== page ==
“Ethical diamonds” is a phrase that is on many people’s lips right now. We live in a world where sustainability and ethics are becoming increasingly important to consumers, and rightfully so. For far too long, large corporations have pulled the wool over consumers’ eyes regarding product origins, manufacturing practices and environmental impacts. Natural diamonds have been in the spotlight for many decades, and when you see claims about “ethical diamonds”, it’s important to understand what the phrase really means (and how some companies deliberately misuse the phrase to confuse you).

What is the true meaning of ethical diamonds?

Ethical diamonds are those that are sourced and produced in a manner that minimises harm to the environment and respects the rights and well-being of workers and local communities. The true meaning of ethical diamonds goes beyond the absence of conflict or human rights abuses and encompasses a holistic approach that considers social, environmental, and economic factors. Ethical diamond companies prioritise sustainability, fair labour practices, and community development.

Diamond polishing in South Africa

Polishing natural diamonds in a local diamond cutting works in Johannesburg, South Africa.

What are “blood diamonds”?

The term “blood diamonds” is a colloquial term (popularised by the 2006 Leonardo diCaprio film) that refers to “conflict diamonds”. The term gained prominence in the early 2000s when the public became aware of the issue of diamonds that were mined in war zones and used to finance armed conflicts against governments, most notably in countries like Sierra Leone, Guinea, Liberia, CAR, DRC, and Angola. Conflict-free diamonds are those that are not associated with violence, human rights abuses, or armed conflicts. In response to this issue, the Kimberley Process Certification Scheme (KPCS) was established in 2003 to regulate the diamond trade and ensure that diamonds are sourced from legitimate sources and not used to fund conflicts. Now, 20 years after the implementation of the KPCS, the phrase “blood diamonds” can be considered virtually obsolete.

What are “conflict-free” diamonds?

Conflict-free diamonds are those that are not associated with violence, human rights abuses, or armed conflicts. With the implementation of the Kimberley Process and the cessation of civil wars in Africa, virtually all natural diamonds are now conflict-free. It is important to note that South African diamonds have always been conflict-free.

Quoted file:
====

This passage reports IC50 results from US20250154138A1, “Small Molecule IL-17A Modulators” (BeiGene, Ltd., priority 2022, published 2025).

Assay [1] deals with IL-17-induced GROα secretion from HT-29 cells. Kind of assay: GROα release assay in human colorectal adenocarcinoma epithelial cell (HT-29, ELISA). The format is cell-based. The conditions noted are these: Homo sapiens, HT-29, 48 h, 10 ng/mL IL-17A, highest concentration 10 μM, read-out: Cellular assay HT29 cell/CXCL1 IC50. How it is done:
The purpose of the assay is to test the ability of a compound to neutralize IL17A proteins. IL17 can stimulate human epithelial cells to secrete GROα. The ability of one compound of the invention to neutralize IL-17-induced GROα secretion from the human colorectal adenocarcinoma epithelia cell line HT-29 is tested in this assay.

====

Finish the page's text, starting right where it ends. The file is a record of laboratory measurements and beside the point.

An ethically mined, cut and polished diamond from South Africa, certified as part of the GIA’s Diamond Origin Report process.

Are there environmental impacts when mining natural diamonds?

Can diamond mining result in environmental damage? It can, yes. Then again, so can the mining of any gemstone or metal. Any mining industry, whether it be gold, platinum, coal, sapphires, rubies, or diamonds will have some impact on the environment surrounding the mine. Ethical mining companies invest significant financial amounts in minimising environmental disruptions, rehabilitating the natural environment, and managing post-mining land use and socio-economic plans for communities. You cannot be genuinely concerned about the environmental impacts of natural diamond mining without equally considering the environmental impacts of gold, silver, or platinum mining.

Are natural diamonds ethical?

Yes, yes, and yes! Currently, customers are being misled by claims of lab-grown diamonds being ethical because it implies that natural diamonds are unethical. This is not the case at all. Natural diamonds are indeed ethical and, in many cases communities and countries rely heavily on the natural diamond industry for job creation, education, health care and skill set development. In 2022, Botswana produced 24,5 million carats of natural diamonds, with an export value of $4,96 billion. Can you imagine the catastrophic financial effect on the country if natural diamond mining were to cease?

Local ethical diamond beneficiation in South Africa

Skilled diamond polishers at work in Johannesburg, South Africa. By buying natural diamonds that are mined, cut and polished in South Africa, you’re making a direct contribution to the South African economy, skills development and beneficiation programmes. When you purchase lab-grown diamonds, you’re contributing mostly to Asian economies, with little to no direct benefit for the South African communities or the economy.

At Katannuta Diamonds, we work closely with local South African diamond cutting and polishing factories. Many of the diamonds we supply are mined, cut, and polished in South Africa, making a direct contribution to our own economy. You can be sure that when you buy a natural diamond from Katannuta Diamonds, you’re buying an ethical and conflict-free diamond. Contact us via our website, WhatsApp, or social media to enquire about currently available natural diamond stock.